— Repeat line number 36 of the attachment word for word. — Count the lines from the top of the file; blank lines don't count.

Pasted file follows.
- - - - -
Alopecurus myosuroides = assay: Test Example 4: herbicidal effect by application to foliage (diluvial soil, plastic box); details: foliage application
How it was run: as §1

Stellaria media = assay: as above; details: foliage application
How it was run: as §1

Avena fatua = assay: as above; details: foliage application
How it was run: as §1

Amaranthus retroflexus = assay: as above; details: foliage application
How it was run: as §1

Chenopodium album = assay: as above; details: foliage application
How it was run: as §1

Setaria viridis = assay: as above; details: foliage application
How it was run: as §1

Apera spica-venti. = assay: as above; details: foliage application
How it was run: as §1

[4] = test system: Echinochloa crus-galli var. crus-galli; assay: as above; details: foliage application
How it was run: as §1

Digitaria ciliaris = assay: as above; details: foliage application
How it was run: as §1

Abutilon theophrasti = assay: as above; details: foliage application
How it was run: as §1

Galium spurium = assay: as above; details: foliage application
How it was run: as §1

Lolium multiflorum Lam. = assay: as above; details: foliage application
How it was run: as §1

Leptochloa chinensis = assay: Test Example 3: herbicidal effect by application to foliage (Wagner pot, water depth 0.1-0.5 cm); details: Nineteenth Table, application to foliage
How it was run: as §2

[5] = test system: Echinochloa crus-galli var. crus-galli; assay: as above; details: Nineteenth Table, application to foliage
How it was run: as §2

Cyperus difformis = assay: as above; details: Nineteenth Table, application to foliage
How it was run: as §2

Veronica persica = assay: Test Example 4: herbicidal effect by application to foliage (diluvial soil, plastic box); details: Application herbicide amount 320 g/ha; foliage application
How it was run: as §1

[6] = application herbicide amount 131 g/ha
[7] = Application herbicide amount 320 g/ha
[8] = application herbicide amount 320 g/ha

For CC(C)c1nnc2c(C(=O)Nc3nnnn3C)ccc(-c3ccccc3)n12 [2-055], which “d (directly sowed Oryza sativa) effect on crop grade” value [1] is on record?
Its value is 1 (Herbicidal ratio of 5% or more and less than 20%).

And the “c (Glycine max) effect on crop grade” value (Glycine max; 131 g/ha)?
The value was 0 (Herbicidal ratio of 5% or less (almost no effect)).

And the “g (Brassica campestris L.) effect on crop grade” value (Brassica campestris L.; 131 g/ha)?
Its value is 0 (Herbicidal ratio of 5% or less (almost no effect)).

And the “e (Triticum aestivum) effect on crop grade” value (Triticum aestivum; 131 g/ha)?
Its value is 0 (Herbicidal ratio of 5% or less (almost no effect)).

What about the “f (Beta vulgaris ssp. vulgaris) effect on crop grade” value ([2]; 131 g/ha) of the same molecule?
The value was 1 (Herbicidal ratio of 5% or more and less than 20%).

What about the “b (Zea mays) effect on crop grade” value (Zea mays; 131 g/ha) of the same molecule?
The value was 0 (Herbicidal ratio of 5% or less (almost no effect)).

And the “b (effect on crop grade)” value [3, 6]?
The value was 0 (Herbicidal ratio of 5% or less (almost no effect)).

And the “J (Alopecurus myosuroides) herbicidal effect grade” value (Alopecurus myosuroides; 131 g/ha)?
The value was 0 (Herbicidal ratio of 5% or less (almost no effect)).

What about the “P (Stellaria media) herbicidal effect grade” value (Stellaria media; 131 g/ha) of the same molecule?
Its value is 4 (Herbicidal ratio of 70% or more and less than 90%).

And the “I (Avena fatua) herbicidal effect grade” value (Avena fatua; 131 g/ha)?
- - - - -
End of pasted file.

For CC(C)c1nnc2c(C(=O)Nc3nnnn3C)ccc(-c3ccccc3)n12 [2-055], which “d (directly sowed Oryza sativa) effect on crop grade” value [1] is on record?